Jurors also heard from those wounded by shrapnel from a bomb specifically designed to maim people. That no one was killed was a remarkable stroke of good fortune when the magnitude of the explosion became clearer. It blew out windows and doors and left debris on the rooftops of buildings. It threw a heavy trash bin across a street six lanes wide; the mangled metal container was rolled out for inspection by jurors hearing the trial.
Mr. Rahimi carried multiple bombs — nine in all — but most did not explode. The first was set early that morning in a garbage can at the finish line of a United States Marine Corps charity race in Seaside Park, N.J. The race’s start time was delayed, however, by an unexpectedly high turnout, and no one was hurt when the bomb exploded. That night, the blast occurred in Chelsea. A short time later, passers-by found a bomb on West 27th Street, which was disarmed by the police bomb squad.
The next day, Mr. Rahimi returned to New Jersey, leaving six pipe bombs in a backpack at an Elizabeth, N.J., train station. They carried fuses, not timers, and while they were not set to explode, they were dangerous; bomb-squad officers unintentionally detonated one later with a robot.
Mr. Rahimi was identified by his fingerprints and DNA on the unexploded devices and debris from the bombs. Video from cameras along the length of his journey from Pennsylvania Station in Manhattan, where he arrived from New Jersey that Saturday evening with his bombs, to West 23rd and West 27th Streets, were played for jurors over several days. Unhurried, his face without expression, Mr. Rahimi walked along the city’s sidewalks, pulling a rolling suitcase with each hand. He left one on West 23rd, the other on West 27th.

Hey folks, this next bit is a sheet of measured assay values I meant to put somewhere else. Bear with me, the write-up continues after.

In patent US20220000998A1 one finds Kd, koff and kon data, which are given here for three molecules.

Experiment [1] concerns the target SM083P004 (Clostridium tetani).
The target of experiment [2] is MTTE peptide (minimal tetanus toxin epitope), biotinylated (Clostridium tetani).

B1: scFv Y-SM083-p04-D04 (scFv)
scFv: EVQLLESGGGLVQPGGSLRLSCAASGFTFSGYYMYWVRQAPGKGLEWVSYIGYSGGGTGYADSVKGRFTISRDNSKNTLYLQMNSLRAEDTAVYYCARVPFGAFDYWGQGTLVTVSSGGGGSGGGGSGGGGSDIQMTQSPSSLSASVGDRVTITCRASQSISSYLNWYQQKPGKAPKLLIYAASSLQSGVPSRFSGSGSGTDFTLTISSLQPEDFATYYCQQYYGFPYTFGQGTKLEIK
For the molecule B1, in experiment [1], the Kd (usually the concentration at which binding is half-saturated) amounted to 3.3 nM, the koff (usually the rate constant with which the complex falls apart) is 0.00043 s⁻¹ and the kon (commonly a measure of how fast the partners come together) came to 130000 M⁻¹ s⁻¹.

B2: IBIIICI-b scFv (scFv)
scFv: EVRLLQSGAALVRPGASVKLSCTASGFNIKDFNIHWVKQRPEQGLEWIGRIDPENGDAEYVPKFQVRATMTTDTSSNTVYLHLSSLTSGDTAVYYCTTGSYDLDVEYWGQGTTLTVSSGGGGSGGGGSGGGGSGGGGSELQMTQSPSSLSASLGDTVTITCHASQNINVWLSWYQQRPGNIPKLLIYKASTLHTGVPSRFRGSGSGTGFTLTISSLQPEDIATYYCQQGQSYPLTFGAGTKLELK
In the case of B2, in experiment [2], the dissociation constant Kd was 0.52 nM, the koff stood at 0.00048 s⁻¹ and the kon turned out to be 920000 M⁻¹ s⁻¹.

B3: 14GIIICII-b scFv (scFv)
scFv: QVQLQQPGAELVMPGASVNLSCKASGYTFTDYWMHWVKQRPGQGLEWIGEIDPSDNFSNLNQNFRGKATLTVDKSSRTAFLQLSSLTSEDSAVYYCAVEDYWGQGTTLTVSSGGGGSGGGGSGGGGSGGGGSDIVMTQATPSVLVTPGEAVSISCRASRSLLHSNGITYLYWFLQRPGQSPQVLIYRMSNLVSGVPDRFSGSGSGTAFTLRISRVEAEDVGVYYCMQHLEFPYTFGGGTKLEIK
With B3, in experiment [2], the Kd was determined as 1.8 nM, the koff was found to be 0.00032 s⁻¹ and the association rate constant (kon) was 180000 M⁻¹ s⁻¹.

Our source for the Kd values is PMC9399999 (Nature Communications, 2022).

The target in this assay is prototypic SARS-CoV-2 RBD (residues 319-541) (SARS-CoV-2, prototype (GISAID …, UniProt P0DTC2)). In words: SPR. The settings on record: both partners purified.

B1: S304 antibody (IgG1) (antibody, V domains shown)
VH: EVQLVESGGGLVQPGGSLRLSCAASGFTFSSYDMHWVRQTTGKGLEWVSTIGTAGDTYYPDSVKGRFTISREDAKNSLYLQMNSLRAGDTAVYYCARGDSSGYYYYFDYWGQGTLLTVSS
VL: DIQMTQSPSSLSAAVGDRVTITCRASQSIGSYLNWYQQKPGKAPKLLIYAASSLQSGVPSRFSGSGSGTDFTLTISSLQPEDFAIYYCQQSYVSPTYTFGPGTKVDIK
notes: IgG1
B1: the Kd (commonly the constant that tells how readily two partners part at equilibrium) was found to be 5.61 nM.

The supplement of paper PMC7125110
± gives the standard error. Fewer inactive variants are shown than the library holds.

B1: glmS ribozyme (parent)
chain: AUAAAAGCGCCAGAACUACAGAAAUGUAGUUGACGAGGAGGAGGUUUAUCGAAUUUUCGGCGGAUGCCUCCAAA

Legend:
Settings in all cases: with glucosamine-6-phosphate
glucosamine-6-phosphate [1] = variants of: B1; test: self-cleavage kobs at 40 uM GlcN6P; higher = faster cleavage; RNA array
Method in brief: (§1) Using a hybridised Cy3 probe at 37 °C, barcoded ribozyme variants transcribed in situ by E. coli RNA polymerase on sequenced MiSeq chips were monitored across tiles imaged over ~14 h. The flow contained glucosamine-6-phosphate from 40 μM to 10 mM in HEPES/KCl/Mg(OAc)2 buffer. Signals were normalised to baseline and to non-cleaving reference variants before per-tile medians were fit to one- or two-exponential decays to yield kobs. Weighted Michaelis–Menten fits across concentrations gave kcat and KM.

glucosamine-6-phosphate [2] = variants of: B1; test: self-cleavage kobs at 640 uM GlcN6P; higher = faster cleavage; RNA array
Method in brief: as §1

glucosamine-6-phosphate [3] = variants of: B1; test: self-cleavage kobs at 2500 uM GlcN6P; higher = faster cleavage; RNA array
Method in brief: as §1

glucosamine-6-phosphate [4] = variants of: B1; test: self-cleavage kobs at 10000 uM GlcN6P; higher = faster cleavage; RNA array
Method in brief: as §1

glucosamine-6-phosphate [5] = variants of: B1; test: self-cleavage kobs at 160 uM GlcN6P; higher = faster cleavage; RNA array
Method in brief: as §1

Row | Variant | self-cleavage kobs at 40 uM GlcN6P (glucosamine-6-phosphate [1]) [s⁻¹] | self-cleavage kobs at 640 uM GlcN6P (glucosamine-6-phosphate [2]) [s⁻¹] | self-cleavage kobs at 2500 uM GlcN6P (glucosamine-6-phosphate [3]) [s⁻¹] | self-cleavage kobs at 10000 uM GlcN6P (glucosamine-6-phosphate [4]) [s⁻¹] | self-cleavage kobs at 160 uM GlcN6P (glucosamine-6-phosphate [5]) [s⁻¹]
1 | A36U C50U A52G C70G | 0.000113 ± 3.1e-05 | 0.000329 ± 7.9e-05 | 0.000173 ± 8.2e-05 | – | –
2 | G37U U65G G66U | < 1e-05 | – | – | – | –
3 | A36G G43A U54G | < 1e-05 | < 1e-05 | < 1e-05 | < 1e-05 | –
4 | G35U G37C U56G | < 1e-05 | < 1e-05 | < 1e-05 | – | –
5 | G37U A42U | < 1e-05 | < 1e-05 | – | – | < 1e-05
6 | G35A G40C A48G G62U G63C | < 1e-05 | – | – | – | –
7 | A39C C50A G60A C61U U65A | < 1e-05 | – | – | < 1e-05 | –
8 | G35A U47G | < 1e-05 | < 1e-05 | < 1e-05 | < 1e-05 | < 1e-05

The first exploded at about 8:30 p.m. Camera after camera on the block showed smiling pedestrians, until a white blast of light filled the air. On the videos, the same pedestrians fled, their hands over their ears.
Later that night, on 27th Street, two men saw a suitcase on the sidewalk. One bent to open it, removing an object wrapped in a plastic bag — it was a pressure cooker packed with shrapnel and attached to a cellphone detonator. They took the empty suitcase. A neighbor passed, noticed the device and, rattled by the nearby explosion, called the police.
Ms. Shroff, the defense lawyer, told jurors that Mr. Rahimi had a change of heart after hearing the explosion from his first bomb, and disarmed the second device. The jury’s foreman, who, like the other juror, spoke on the condition of anonymity because of the nature of the case, said the group did not buy that theory.
“We were ultimately convinced the 27th Street device was in fact set, and while it did not go off, that was not a compelling reason to give us doubt as to the intent of the device,” he said.
The foreman, from Manhattan, said the trial was a personal reminder of everyday risks. “It’s hard to be a New Yorker who is not always looking around,” he said.